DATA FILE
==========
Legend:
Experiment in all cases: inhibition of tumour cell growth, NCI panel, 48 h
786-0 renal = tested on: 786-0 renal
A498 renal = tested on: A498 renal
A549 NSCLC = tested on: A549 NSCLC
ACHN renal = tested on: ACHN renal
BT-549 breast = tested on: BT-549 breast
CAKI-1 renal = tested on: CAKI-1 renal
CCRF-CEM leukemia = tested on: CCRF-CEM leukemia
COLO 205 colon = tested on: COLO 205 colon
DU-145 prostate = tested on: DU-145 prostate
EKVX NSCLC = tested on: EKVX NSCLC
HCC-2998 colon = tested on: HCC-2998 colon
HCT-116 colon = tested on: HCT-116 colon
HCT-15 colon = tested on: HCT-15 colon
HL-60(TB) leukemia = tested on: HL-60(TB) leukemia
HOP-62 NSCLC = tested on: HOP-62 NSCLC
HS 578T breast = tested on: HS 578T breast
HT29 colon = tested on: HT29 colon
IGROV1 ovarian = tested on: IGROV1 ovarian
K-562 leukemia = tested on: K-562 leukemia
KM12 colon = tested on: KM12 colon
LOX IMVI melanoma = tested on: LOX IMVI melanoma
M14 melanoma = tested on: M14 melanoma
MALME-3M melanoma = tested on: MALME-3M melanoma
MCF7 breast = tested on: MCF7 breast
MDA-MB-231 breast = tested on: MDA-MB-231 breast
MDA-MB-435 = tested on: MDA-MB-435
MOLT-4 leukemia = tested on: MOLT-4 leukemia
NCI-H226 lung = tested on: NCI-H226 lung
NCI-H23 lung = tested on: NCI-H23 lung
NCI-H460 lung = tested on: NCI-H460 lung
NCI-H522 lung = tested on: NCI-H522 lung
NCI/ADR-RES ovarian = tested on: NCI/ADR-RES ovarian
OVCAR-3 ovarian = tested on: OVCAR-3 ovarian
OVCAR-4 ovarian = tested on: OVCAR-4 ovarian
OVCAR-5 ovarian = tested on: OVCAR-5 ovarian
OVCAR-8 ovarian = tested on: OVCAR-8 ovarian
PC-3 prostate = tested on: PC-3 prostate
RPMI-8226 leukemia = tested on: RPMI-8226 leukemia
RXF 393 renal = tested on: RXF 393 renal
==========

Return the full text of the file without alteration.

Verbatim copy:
Legend:
Experiment in all cases: inhibition of tumour cell growth, NCI panel, 48 h
786-0 renal = tested on: 786-0 renal
A498 renal = tested on: A498 renal
A549 NSCLC = tested on: A549 NSCLC
ACHN renal = tested on: ACHN renal
BT-549 breast = tested on: BT-549 breast
CAKI-1 renal = tested on: CAKI-1 renal
CCRF-CEM leukemia = tested on: CCRF-CEM leukemia
COLO 205 colon = tested on: COLO 205 colon
DU-145 prostate = tested on: DU-145 prostate
EKVX NSCLC = tested on: EKVX NSCLC
HCC-2998 colon = tested on: HCC-2998 colon
HCT-116 colon = tested on: HCT-116 colon
HCT-15 colon = tested on: HCT-15 colon
HL-60(TB) leukemia = tested on: HL-60(TB) leukemia
HOP-62 NSCLC = tested on: HOP-62 NSCLC
HS 578T breast = tested on: HS 578T breast
HT29 colon = tested on: HT29 colon
IGROV1 ovarian = tested on: IGROV1 ovarian
K-562 leukemia = tested on: K-562 leukemia
KM12 colon = tested on: KM12 colon
LOX IMVI melanoma = tested on: LOX IMVI melanoma
M14 melanoma = tested on: M14 melanoma
MALME-3M melanoma = tested on: MALME-3M melanoma
MCF7 breast = tested on: MCF7 breast
MDA-MB-231 breast = tested on: MDA-MB-231 breast
MDA-MB-435 = tested on: MDA-MB-435
MOLT-4 leukemia = tested on: MOLT-4 leukemia
NCI-H226 lung = tested on: NCI-H226 lung
NCI-H23 lung = tested on: NCI-H23 lung
NCI-H460 lung = tested on: NCI-H460 lung
NCI-H522 lung = tested on: NCI-H522 lung
NCI/ADR-RES ovarian = tested on: NCI/ADR-RES ovarian
OVCAR-3 ovarian = tested on: OVCAR-3 ovarian
OVCAR-4 ovarian = tested on: OVCAR-4 ovarian
OVCAR-5 ovarian = tested on: OVCAR-5 ovarian
OVCAR-8 ovarian = tested on: OVCAR-8 ovarian
PC-3 prostate = tested on: PC-3 prostate
RPMI-8226 leukemia = tested on: RPMI-8226 leukemia
RXF 393 renal = tested on: RXF 393 renal